PERSPECTIVE - I am in pretty good spirits as I write this.
The 2013 city election campaigns are almost over. Soon I can go back to writing about other topics…and there are a host of them: tax policy, commuter rail, state and local budgets, to name a few, not to mention life in Valley Village and Incline Village.
At this stage, we know almost everything about the candidates. I don’t think we want to know anything more.
To me, this race, like others, boils down to character and potential. That is why I am voting for Garcetti, Galperin and Trutanich.
I surprised myself with that last pick. I was not too happy with Trutanich after the way he handled running for DA, dismissing his promise to stick it out as City Attorney. He also has a tendency to talk way too much at public meetings, leaving little time for Q&A. I always felt he did that deliberately. Feuer, on the other hand, was always open to questions.
My opinion changed after listening to the City Attorney debate at Valley Village. Trutanich acted like an attorney, displaying a passion for defending the city. Feuer came across as a college professor – he might be great teaching a contracts course in law school, but managing the equivalent of one of the largest law firms in the country is another matter. I do not think he can manage beyond the desk he used in the Assembly.
What swayed me in the end was this simple question: if I were being tried, who would I want to defend me – Feuer or Trutanich?
Galperin was an easy choice. He has far better technical and analytical skills. His professional background is solid, unlike Zine who wrote traffic tickets for a living and voted for every public union raise as a member of the City Council.
I have been in Garcetti’s corner since he won the primary. I backed Kevin James and was glad when he, along with candidates Perry and Pleitez – both of whom I respect, endorsed him.
While Garcetti and Greuel voted almost identically on key issues while serving together on the City Council, Garcetti had the courage to admit his mistakes, including his vote for what turned out to be unsustainable wage packages offered to city employees.
Furthermore, when he addressed the unions while seeking their support, he did not apologize for the modest pension reform measures he backed as Council President. It took character to do that. By contrast Greuel all but said the reforms were illegal despite the City’s Attorney’s opinion to the contrary.
Garcetti produced measurable improvements for his district. When I think of Greuel, I think of Valley Plaza, the most notable example of blight in the South Valley.
Garcetti never wavered from a position throughout the campaign, while Greuel promised conflicting stances to satisfy whatever group she was courting at the time.
Most people equate my writings with a crusade against Greuel. I understand, but most are unaware of my past support for the former Council Member and cooperation with her.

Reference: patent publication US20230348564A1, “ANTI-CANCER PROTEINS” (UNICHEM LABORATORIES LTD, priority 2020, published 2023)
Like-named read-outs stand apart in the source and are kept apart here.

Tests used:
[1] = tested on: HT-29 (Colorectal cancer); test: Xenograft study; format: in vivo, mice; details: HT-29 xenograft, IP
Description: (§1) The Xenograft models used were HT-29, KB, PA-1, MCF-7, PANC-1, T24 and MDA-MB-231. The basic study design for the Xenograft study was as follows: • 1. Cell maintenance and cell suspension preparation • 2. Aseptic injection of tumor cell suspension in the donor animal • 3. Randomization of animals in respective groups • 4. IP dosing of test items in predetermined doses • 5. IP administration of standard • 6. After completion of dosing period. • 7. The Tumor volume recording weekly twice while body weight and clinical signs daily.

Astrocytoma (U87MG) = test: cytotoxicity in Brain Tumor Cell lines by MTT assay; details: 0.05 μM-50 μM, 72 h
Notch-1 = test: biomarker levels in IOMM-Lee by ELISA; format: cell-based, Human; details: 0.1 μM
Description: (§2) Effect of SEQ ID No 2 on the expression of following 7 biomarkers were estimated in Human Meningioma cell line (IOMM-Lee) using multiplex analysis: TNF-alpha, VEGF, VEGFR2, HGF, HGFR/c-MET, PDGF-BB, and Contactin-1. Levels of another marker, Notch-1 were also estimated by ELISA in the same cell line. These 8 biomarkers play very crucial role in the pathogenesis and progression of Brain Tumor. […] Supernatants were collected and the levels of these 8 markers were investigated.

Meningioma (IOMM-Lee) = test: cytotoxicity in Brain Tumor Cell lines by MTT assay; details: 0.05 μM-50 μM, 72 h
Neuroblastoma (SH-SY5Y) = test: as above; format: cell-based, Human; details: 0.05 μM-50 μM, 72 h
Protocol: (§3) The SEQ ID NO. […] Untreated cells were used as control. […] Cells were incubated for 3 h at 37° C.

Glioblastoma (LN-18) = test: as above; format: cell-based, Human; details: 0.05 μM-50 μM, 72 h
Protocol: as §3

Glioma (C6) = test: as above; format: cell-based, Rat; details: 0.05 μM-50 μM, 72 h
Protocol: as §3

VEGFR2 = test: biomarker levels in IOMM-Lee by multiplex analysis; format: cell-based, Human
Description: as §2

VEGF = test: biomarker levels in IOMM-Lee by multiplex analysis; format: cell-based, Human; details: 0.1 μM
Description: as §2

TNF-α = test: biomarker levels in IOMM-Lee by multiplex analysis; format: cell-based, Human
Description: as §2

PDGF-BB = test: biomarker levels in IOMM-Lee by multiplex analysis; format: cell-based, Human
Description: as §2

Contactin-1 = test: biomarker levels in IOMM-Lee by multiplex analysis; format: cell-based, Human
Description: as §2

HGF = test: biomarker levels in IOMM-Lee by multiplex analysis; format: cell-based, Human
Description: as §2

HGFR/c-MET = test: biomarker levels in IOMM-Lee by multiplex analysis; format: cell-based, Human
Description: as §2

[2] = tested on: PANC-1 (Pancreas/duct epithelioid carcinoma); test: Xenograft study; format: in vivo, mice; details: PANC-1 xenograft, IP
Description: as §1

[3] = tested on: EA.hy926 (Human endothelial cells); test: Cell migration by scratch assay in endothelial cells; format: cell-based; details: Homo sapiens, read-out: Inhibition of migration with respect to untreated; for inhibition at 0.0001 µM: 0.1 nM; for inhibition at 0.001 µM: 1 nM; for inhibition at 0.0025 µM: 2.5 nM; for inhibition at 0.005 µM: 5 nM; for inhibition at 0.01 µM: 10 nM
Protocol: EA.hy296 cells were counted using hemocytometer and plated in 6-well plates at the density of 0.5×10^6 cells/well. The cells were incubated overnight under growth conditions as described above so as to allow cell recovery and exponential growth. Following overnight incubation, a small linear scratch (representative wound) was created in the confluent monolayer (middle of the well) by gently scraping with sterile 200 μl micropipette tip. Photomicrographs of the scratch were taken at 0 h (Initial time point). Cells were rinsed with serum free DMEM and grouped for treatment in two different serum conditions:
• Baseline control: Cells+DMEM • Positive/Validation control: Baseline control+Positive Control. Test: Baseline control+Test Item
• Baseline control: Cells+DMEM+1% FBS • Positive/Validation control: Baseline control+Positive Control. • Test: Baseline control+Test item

I enthusiastically supported Greuel in her first run for City Council. I viewed her as a reformer. My enthusiasm diminished steadily and was replaced with disdain after she supported the IBEW job machine in the form of Measure B, term extensions deceitfully marketed as term limits and the phone tax – another deceitfully worded measure that disguised a tax increase as a tax decrease. She attempted to place all of the blame for Measure B on Garcetti throughout this campaign when she was one of the biggest cheerleaders for it.
After she won the City Controller’s race in 2009, a campaign where she lied about her opponent’s tax status, Greuel and I did have a dialog. At her request, we had one-on-one meetings where we discussed the role of the controller. I still appreciate her willingness to talk to this day.
I gave her space and maintained a neutral stance for several months while I watched how she performed.
The City Controller’s office offers a platform like no other for advocating reform and shining the light on shady dealings. Laura Chick was just getting the hang of it in her last years. She raised the bar. Greuel lowered it.
It became apparent to me that Greuel was simply using it as a stepping stone to the mayor’s office. She was simply interested in rolling out press releases about waste, fraud and abuse, but never followed up. To this day, she has never substantiated her claims of identifying $160 million in savings. If anything, the LA Times exposed it as fiction.
Truly, if there was a basis in fact for the savings, a real controller would have fought to implement the changes necessary to bring them about. She was quiet as a church mouse. Probably too afraid lest she would offend potential backers for her mayoral campaign.
It is also impossible to believe her promise to maintain independence in labor negotiations when her campaign has been bankrolled by the city’s unions. She unequivocally stated she would stand with the unions.
Compensation and benefit reforms are essential to the city’s long-term health. Garcetti does not have Greuel’s baggage and can operate from a position of true independence. Will he get everything needed from negotiations? Probably not, but he has a far better chance of making a real deal than Greuel, who will probably settle for window dressing to create the appearance of progress.
And with Greuel, it is all about appearances. Form over substance.
Garcetti has the potential to build true coalitions, and the independence to do so.
(Paul Hatfield is a CPA and serves as Treasurer for the Neighborhood Council Valley Village. He blogs at Village to Village, contributes to CityWatch and can be reached at: firstname.lastname@example.org) –cw
Vol 11 Issue 40
Pub: May 17, 2013